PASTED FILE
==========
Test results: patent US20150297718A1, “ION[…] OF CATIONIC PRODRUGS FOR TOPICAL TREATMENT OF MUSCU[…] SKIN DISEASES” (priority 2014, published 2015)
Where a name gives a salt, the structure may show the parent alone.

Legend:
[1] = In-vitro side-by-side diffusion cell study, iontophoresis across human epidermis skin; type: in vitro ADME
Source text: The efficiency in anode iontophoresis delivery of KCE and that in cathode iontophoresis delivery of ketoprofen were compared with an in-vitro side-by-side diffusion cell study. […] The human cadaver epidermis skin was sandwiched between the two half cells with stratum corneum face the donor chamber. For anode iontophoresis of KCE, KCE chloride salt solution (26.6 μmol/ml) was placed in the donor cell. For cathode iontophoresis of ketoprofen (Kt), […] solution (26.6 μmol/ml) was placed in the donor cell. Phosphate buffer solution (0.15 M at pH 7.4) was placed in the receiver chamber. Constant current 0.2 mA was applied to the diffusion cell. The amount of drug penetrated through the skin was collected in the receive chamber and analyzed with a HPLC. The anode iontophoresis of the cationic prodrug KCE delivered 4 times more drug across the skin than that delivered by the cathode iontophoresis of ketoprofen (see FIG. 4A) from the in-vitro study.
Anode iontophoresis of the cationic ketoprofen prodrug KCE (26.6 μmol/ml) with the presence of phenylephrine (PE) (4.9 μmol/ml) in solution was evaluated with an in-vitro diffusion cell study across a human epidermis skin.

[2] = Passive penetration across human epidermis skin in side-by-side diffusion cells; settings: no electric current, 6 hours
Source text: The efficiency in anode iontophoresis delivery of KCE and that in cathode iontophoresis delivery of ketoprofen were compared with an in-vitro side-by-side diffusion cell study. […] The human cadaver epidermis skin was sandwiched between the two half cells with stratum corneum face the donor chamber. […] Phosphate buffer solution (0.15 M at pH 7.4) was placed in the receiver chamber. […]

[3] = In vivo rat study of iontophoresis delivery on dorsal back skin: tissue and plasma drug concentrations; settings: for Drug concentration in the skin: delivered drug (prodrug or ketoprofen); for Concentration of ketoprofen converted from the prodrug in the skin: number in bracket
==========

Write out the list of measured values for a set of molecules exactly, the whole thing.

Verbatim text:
Test results: patent US20150297718A1, “ION[…] OF CATIONIC PRODRUGS FOR TOPICAL TREATMENT OF MUSCU[…] SKIN DISEASES” (priority 2014, published 2015)
Where a name gives a salt, the structure may show the parent alone.

Legend:
[1] = In-vitro side-by-side diffusion cell study, iontophoresis across human epidermis skin; type: in vitro ADME
Source text: The efficiency in anode iontophoresis delivery of KCE and that in cathode iontophoresis delivery of ketoprofen were compared with an in-vitro side-by-side diffusion cell study. […] The human cadaver epidermis skin was sandwiched between the two half cells with stratum corneum face the donor chamber. For anode iontophoresis of KCE, KCE chloride salt solution (26.6 μmol/ml) was placed in the donor cell. For cathode iontophoresis of ketoprofen (Kt), […] solution (26.6 μmol/ml) was placed in the donor cell. Phosphate buffer solution (0.15 M at pH 7.4) was placed in the receiver chamber. Constant current 0.2 mA was applied to the diffusion cell. The amount of drug penetrated through the skin was collected in the receive chamber and analyzed with a HPLC. The anode iontophoresis of the cationic prodrug KCE delivered 4 times more drug across the skin than that delivered by the cathode iontophoresis of ketoprofen (see FIG. 4A) from the in-vitro study.
Anode iontophoresis of the cationic ketoprofen prodrug KCE (26.6 μmol/ml) with the presence of phenylephrine (PE) (4.9 μmol/ml) in solution was evaluated with an in-vitro diffusion cell study across a human epidermis skin.

[2] = Passive penetration across human epidermis skin in side-by-side diffusion cells; settings: no electric current, 6 hours
Source text: The efficiency in anode iontophoresis delivery of KCE and that in cathode iontophoresis delivery of ketoprofen were compared with an in-vitro side-by-side diffusion cell study. […] The human cadaver epidermis skin was sandwiched between the two half cells with stratum corneum face the donor chamber. […] Phosphate buffer solution (0.15 M at pH 7.4) was placed in the receiver chamber. […]

[3] = In vivo rat study of iontophoresis delivery on dorsal back skin: tissue and plasma drug concentrations; settings: for Drug concentration in the skin: delivered drug (prodrug or ketoprofen); for Concentration of ketoprofen converted from the prodrug in the skin: number in bracket